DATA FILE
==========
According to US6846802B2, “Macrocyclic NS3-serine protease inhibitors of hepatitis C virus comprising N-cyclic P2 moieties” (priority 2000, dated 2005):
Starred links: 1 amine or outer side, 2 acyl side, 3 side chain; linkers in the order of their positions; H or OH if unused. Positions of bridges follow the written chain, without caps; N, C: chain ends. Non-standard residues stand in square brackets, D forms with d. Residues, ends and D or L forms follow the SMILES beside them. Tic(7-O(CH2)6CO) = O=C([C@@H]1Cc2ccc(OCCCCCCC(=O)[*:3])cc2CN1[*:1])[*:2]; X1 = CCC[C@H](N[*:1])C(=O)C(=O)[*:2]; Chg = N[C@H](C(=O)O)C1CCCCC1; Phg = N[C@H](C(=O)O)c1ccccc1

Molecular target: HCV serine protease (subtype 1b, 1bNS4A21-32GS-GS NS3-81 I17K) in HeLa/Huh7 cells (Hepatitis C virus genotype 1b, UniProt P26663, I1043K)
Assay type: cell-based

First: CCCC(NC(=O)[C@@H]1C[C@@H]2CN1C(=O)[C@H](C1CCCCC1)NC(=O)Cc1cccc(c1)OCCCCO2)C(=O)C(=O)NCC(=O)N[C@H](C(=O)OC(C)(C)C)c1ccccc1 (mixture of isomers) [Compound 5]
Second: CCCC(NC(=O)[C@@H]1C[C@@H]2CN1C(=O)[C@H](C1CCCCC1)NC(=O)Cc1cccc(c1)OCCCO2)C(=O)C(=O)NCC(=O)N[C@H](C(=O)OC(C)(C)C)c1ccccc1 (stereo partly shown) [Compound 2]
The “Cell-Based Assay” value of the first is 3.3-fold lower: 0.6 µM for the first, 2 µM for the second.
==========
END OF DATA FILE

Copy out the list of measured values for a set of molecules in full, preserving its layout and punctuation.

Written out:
According to US6846802B2, “Macrocyclic NS3-serine protease inhibitors of hepatitis C virus comprising N-cyclic P2 moieties” (priority 2000, dated 2005):
Starred links: 1 amine or outer side, 2 acyl side, 3 side chain; linkers in the order of their positions; H or OH if unused. Positions of bridges follow the written chain, without caps; N, C: chain ends. Non-standard residues stand in square brackets, D forms with d. Residues, ends and D or L forms follow the SMILES beside them. Tic(7-O(CH2)6CO) = O=C([C@@H]1Cc2ccc(OCCCCCCC(=O)[*:3])cc2CN1[*:1])[*:2]; X1 = CCC[C@H](N[*:1])C(=O)C(=O)[*:2]; Chg = N[C@H](C(=O)O)C1CCCCC1; Phg = N[C@H](C(=O)O)c1ccccc1

Molecular target: HCV serine protease (subtype 1b, 1bNS4A21-32GS-GS NS3-81 I17K) in HeLa/Huh7 cells (Hepatitis C virus genotype 1b, UniProt P26663, I1043K)
Assay type: cell-based

First: CCCC(NC(=O)[C@@H]1C[C@@H]2CN1C(=O)[C@H](C1CCCCC1)NC(=O)Cc1cccc(c1)OCCCCO2)C(=O)C(=O)NCC(=O)N[C@H](C(=O)OC(C)(C)C)c1ccccc1 (mixture of isomers) [Compound 5]
Second: CCCC(NC(=O)[C@@H]1C[C@@H]2CN1C(=O)[C@H](C1CCCCC1)NC(=O)Cc1cccc(c1)OCCCO2)C(=O)C(=O)NCC(=O)N[C@H](C(=O)OC(C)(C)C)c1ccccc1 (stereo partly shown) [Compound 2]
The “Cell-Based Assay” value of the first is 3.3-fold lower: 0.6 µM for the first, 2 µM for the second.